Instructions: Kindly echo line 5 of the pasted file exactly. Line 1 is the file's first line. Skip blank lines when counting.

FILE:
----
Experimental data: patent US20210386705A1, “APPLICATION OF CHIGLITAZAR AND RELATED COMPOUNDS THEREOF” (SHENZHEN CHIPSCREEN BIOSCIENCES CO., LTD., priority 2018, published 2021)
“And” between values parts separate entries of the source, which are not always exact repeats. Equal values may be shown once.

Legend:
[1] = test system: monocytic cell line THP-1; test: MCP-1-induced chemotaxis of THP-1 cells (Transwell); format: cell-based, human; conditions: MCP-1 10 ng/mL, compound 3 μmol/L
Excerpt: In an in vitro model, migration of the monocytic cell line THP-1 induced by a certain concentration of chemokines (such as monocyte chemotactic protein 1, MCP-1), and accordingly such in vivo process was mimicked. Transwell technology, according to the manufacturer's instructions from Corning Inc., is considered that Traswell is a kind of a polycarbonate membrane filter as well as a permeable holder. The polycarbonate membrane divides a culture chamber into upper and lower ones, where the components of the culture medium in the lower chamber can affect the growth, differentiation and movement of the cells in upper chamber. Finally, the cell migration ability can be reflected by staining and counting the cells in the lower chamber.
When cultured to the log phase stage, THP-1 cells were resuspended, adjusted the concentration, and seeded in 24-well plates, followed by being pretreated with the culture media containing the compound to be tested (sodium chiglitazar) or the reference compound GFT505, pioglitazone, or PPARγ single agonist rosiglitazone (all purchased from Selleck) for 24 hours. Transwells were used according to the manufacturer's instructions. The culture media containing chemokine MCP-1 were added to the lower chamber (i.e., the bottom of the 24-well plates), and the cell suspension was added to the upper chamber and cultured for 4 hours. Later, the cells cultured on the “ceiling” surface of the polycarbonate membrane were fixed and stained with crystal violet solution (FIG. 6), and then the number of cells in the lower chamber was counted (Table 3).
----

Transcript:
Excerpt: In an in vitro model, migration of the monocytic cell line THP-1 induced by a certain concentration of chemokines (such as monocyte chemotactic protein 1, MCP-1), and accordingly such in vivo process was mimicked. Transwell technology, according to the manufacturer's instructions from Corning Inc., is considered that Traswell is a kind of a polycarbonate membrane filter as well as a permeable holder. The polycarbonate membrane divides a culture chamber into upper and lower ones, where the components of the culture medium in the lower chamber can affect the growth, differentiation and movement of the cells in upper chamber. Finally, the cell migration ability can be reflected by staining and counting the cells in the lower chamber.